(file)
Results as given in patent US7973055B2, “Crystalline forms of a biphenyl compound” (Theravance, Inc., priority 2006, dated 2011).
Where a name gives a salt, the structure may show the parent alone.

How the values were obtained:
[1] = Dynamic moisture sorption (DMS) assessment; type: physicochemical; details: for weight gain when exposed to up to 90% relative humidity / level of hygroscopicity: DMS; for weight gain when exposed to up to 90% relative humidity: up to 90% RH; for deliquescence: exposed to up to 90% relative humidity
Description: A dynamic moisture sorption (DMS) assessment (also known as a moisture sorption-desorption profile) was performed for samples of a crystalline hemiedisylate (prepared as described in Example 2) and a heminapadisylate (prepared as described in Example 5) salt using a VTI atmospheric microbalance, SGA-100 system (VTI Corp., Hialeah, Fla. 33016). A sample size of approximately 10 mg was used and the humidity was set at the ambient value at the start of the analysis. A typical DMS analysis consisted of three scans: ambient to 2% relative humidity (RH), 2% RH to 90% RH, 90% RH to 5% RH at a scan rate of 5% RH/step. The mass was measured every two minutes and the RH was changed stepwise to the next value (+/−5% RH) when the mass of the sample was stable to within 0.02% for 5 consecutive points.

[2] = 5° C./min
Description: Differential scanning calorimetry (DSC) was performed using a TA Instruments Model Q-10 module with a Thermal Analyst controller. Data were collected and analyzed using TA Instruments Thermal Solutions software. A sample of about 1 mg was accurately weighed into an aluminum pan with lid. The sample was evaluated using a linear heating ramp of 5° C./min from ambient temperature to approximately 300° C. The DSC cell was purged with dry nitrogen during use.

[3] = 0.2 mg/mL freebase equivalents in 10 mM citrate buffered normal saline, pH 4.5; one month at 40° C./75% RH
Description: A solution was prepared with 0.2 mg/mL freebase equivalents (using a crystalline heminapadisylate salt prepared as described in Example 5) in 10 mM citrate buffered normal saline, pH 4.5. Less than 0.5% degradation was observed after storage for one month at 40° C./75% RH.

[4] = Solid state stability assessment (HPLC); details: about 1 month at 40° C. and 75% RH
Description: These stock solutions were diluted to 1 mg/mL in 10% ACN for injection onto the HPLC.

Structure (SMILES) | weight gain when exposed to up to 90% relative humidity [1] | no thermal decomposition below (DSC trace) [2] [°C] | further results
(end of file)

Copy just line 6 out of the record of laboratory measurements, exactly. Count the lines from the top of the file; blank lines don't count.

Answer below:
[2] = 5° C./min